Untangling the Mysteries of the Federal Reserve

Filmmaker Jim Bruce (left) and Christopher Gallo, a cinematographer, during the production of Money For Nothing: Inside The Federal Reserve. Photos courtesy of Liberty Street Films.
National Journal
Mike Magner
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Mike Magner
Sept. 12, 2013, 3:30 p.m.

Most Amer­ic­ans prob­ably have no idea that the lead­er­ship of the Fed­er­al Re­serve is about to change as the in­sti­tu­tion that man­ages the flow of money in the U.S. eco­nomy enters its second cen­tury.

That is a con­cern for Jim Bruce, who hopes to get people — and law­makers — talk­ing more about the power­ful cent­ral bank through his doc­u­ment­ary premier­ing in Wash­ing­ton on Fri­day, Money for Noth­ing: In­side the Fed­er­al Re­serve.

“It’s a trans­ition peri­od at the Fed,” said Bruce, not­ing that Ben Bernanke’s term as Fed chair­man ex­pires Jan. 31 and Pres­id­ent Obama is cur­rently mulling his re­place­ment. “And it’s the 100th an­niversary. It’s a great time for people to be think­ing about and dis­cuss­ing what the Fed should be do­ing. It is greatly in­flu­enced by pub­lic opin­ion, so if pub­lic opin­ion changed the Fed might change.”

Of course, the premise of Bruce’s com­ment — and that of the 104-minute film he pro­duced and dir­ec­ted — is that Fed policies need to change. Money for Noth­ing doc­u­ments the his­tory of the Fed and its re­sponse to crises ran­ging from the bank pan­ic of 1907 to the fin­an­cial crash of 2008. But it sends a clear mes­sage that the Fed, by al­ways keep­ing the spig­ots open for even the ris­ki­est fin­an­cial ven­tures, has cre­ated a boom-and-bust cycle that can’t seem to be broken.

Just take a look at the past dec­ade, Bruce said in an in­ter­view this week. “The first time I no­ticed what the Fed was do­ing was after 9/11, when they star­ted lower­ing in­terest rates ag­gress­ively, and kept do­ing it,” he said. “I was in Cali­for­nia and the hous­ing bubble there was ex­plod­ing all around me. I had a sense they were out of step with what was hap­pen­ing.”

After the 2001 ter­ror­ist at­tacks, the Fed did all it could to keep con­sumers spend­ing while ig­nor­ing signs that many people were over-mort­ga­ging, Bruce ar­gued. The res­ult was a strong eco­nomy for a few years in the mid-2000s, fol­lowed by the biggest fin­an­cial col­lapse since the Great De­pres­sion.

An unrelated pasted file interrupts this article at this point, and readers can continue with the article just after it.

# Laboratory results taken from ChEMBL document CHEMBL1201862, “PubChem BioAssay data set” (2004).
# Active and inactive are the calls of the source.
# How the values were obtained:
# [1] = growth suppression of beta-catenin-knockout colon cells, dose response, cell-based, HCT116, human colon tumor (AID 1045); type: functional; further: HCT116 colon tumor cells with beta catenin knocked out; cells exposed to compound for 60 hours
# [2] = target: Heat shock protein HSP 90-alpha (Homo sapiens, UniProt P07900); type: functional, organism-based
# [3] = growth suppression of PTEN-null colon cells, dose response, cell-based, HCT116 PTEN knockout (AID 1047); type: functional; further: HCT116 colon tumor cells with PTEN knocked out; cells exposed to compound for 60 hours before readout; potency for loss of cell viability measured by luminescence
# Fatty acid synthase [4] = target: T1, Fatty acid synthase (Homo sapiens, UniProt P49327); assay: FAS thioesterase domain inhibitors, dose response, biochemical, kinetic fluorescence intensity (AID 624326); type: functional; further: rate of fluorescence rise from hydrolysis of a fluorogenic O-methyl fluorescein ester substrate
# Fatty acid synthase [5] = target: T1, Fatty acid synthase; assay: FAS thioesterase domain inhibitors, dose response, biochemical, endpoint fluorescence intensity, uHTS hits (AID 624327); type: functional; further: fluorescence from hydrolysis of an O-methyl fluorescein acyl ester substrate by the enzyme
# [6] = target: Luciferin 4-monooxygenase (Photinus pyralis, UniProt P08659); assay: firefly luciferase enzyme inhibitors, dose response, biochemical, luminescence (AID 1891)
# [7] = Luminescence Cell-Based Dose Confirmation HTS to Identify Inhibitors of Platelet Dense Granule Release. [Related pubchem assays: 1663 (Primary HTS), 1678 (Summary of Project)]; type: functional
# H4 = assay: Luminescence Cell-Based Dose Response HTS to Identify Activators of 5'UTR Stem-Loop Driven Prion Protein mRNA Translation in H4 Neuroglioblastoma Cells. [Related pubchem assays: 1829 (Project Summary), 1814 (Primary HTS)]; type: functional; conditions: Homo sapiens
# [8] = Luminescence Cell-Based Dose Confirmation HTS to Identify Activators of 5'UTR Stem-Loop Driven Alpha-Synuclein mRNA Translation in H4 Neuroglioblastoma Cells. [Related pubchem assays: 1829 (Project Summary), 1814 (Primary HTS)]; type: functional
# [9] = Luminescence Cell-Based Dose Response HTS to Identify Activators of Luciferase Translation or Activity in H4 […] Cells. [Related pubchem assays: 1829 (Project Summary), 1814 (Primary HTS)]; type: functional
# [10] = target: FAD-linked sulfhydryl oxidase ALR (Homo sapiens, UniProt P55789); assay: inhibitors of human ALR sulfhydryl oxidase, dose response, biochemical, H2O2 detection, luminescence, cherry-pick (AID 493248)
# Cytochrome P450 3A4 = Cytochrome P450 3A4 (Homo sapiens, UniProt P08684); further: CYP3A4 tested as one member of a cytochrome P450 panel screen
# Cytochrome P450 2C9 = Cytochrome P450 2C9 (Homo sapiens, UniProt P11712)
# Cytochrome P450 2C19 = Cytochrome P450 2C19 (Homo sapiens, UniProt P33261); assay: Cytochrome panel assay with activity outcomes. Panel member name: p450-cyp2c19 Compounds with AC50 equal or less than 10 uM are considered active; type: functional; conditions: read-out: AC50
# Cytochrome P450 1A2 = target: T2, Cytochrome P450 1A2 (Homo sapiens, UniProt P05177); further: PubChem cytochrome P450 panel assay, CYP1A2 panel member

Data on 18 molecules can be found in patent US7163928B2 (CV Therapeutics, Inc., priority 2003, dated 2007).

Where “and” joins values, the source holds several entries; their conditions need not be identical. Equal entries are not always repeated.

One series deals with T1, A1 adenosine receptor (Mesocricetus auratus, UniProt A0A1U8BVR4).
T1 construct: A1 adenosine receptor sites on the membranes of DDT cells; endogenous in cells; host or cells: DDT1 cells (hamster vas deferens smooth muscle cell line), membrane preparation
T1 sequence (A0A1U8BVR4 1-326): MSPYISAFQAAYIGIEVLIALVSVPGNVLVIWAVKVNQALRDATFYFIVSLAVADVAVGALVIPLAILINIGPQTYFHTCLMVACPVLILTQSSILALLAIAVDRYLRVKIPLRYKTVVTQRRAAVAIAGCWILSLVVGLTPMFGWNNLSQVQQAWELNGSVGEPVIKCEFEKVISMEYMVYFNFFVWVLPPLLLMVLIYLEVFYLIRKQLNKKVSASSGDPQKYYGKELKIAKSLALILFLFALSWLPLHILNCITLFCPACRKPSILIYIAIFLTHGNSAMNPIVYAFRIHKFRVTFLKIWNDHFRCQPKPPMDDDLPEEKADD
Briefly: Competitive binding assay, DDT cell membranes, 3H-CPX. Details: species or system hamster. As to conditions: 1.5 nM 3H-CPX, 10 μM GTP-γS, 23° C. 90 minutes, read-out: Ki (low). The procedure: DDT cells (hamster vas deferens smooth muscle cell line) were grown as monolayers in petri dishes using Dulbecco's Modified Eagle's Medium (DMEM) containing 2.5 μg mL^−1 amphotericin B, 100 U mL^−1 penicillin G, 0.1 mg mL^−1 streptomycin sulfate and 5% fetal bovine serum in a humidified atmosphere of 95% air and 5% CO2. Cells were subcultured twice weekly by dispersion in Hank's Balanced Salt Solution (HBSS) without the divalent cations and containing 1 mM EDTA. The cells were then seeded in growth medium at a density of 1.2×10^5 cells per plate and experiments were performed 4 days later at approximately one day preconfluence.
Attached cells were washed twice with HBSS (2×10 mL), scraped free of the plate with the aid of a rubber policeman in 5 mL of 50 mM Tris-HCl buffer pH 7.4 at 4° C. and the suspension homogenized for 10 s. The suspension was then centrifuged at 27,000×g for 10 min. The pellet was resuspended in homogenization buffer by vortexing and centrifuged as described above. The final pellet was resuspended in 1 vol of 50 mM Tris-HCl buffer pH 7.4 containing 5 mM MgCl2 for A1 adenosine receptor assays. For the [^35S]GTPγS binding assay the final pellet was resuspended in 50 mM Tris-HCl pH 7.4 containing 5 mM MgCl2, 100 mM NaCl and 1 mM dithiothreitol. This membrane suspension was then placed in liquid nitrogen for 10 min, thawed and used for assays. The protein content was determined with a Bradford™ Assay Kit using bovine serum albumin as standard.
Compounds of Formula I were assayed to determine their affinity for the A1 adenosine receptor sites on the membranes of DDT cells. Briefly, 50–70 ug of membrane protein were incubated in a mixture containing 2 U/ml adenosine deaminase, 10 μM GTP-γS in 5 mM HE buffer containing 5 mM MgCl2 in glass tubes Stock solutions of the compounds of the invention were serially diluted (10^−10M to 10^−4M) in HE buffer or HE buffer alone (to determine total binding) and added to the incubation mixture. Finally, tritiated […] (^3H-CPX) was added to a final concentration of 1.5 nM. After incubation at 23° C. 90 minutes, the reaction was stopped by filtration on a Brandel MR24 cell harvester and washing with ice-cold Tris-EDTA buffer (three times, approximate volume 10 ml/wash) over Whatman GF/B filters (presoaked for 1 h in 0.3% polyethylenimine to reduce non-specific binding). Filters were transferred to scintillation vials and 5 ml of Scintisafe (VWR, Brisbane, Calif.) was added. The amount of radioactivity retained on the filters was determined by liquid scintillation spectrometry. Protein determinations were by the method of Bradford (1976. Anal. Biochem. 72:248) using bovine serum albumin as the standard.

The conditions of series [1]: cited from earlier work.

“If you take cred­it for the boom from ‘03 to ‘06, you have to take cred­it for what happened af­ter­ward as well,” Bruce said.

Now Bruce wor­ries that the U.S. eco­nomy could be on the same path, headed for an­oth­er bust even amid signs of a steady re­bound. “We’re about to see the down­side of the boom we just had,” he said.

Bruce, 38, grew up in New Jer­sey, stud­ied film at Middle­bury Col­lege in Ver­mont, and spent a year as a pro­fes­sion­al hockey play­er in Europe. When he re­turned in 1997 he went to Cali­for­nia and broke in­to the in­dustry as an ed­it­or, work­ing on sev­er­al films be­fore be­com­ing ed­it­or, writer and cop­ro­du­cer of an award-win­ning doc­u­ment­ary, Si­erra Le­one’s Refugee All Stars, in 2005.

Money for Noth­ing is Bruce’s first film as dir­ect­or. He said his goal was to em­power people by help­ing them bet­ter un­der­stand an in­sti­tu­tion shrouded in mys­tery.

“The Fed is sup­posed to in­volve us,” he said. “The Amer­ic­an people should be think­ing about what this agency does. I hope the film will cre­ate some de­bate.”

With that in mind, Bruce ended the doc­u­ment­ary with a pro­voc­at­ive state­ment, as nar­rated by act­or Liev Schreiber:

“More than ever in its 100-year his­tory, the Fed­er­al Re­serve holds the fu­ture of our eco­nom­ic sys­tem in its hands. Can the Fed help foster an eco­nomy that’s built to last, one not based on stock or hous­ing bubbles, but on sens­ible pro­duct­ive in­vest­ments that will en­rich not just some of us, but all? Or will it con­tin­ue to of­fer the empty prom­ise of money for noth­ing?”

Money for Noth­ing opens Fri­day for a week-long run at the Land­mark E Street Cinema, 555 11th Street NW in Wash­ing­ton, and opens in New York the same day. It will play in Los Angeles start­ing Sept. 20.  

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